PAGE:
Poor diet and inactivity probably account for around one-quarter of cases of Alzheimer’s disease, recent research finds.
Now, a new study suggests that a ‘western diet’ may well be a contributing factor to Alzheimer’s.
The study’s authors describe the typical western diet:
“A western diet tends to include highly processed, less expensive fast food, that has a high fat content and simple carbohydrates while lacking essential nutrients from complex grains, fruits and vegetables.”
Scientists at Tufts University fed a typical western diet to lab mice.
The diet contained high amounts of:
- animal products,
- and fats.
The diet was also relatively low in:
- plant-based content,
- and essential nutrients.
The mice provide a model of Alzheimer’s disease which is thought to approximate human beings.
The researchers found that the mice showed a dramatic increase in immune response after eating the western diet for an extended period.
The western diet was linked to a large increase in the activity of microglia: cells which act as the brain’s immune system.
The study strongly supports the idea that a typical unhealthy western diet is a contributing factor to Alzheimer’s disease.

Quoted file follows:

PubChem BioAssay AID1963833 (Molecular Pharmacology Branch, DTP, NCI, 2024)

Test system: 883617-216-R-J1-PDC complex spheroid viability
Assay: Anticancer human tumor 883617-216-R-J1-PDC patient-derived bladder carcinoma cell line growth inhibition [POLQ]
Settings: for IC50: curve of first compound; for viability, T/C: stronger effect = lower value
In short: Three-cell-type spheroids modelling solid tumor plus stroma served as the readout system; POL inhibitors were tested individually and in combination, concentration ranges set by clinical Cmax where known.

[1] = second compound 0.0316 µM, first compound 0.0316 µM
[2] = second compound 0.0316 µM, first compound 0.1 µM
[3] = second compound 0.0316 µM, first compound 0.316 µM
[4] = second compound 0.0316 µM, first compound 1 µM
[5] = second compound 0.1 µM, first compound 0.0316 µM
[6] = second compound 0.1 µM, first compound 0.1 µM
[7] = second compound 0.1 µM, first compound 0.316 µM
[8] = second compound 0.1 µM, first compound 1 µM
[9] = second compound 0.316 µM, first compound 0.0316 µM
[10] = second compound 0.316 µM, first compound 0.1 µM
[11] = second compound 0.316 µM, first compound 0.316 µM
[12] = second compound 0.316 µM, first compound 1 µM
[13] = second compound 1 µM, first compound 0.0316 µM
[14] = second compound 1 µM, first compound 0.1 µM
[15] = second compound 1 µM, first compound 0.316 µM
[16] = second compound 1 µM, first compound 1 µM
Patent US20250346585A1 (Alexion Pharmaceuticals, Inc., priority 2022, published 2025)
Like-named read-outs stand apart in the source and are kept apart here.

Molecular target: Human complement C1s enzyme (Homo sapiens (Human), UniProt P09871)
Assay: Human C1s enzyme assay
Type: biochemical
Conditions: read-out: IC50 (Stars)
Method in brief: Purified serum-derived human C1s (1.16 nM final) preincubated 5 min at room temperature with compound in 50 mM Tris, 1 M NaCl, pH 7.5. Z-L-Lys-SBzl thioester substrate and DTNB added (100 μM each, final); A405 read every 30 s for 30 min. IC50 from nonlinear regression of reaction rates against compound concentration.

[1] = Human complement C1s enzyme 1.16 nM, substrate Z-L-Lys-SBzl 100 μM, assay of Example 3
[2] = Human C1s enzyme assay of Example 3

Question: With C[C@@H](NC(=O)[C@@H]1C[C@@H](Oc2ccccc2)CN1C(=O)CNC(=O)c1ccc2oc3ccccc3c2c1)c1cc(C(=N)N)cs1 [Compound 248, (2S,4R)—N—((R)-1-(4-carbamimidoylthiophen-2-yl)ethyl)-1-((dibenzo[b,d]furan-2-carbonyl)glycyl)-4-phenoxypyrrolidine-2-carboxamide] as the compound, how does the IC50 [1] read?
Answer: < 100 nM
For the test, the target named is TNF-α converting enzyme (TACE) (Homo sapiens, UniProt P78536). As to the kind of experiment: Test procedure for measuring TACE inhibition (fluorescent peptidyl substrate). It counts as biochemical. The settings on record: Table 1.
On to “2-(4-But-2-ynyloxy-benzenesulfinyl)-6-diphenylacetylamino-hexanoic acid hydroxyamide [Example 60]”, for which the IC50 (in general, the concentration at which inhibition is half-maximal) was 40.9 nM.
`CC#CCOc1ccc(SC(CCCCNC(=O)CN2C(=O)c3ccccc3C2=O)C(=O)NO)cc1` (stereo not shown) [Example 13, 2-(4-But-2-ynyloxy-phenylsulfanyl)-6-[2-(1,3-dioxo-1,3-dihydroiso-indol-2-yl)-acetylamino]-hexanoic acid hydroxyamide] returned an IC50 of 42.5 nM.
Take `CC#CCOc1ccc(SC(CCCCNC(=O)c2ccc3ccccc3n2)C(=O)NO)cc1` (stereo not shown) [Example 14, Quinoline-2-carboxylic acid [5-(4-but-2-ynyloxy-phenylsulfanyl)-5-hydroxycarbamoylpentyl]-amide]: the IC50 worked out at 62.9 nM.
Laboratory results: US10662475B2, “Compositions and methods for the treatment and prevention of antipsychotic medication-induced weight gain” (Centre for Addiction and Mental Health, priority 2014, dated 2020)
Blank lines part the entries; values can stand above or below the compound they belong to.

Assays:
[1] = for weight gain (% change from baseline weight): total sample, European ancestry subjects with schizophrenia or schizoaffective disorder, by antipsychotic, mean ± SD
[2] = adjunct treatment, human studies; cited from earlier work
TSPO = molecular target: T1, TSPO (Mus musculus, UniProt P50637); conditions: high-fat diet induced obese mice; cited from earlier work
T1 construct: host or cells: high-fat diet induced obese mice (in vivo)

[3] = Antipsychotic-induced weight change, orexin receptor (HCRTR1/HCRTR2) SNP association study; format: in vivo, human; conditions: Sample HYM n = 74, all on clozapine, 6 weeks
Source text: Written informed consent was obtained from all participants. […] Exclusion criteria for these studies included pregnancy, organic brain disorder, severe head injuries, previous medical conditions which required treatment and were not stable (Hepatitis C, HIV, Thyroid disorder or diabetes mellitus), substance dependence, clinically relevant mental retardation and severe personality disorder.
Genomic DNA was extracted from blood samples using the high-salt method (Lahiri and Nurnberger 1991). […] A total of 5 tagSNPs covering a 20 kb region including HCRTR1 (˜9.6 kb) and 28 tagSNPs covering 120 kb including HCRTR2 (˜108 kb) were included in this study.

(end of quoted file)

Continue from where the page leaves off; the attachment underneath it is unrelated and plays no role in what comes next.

In combination with obesity, the effects of a western diet could be very large:
“Currently, more than 35% of Americans over the age of 65, and 40% of middle-aged (40–59 years old) individuals, are obese.
Some studies suggest obesity, particularly mid-life obesity, increases the chances of cognitive decline and AD by six-fold.
Increased immune response, such as inflammation, is one of the major consequences of a western diet and/or obesity.
The study was published in the journal Scientific Reports (Graham et al., 2016).
About the author
Psychologist, Jeremy Dean, PhD is the founder and author of PsyBlog. He holds a doctorate in psychology from University College London and two other advanced degrees in psychology.
He has been writing about scientific research on PsyBlog since 2004. He is also the author of the book “Making Habits, Breaking Habits” (Da Capo, 2003) and several ebooks:
- Accept Yourself: How to feel a profound sense of warmth and self-compassion
- The Anxiety Plan: 42 Strategies For Worry, Phobias, OCD and Panic
- Spark: 17 Steps That Will Boost Your Motivation For Anything
- Activate: How To Find Joy Again By Changing What You Do
Alzheimer’s image from Shutterstock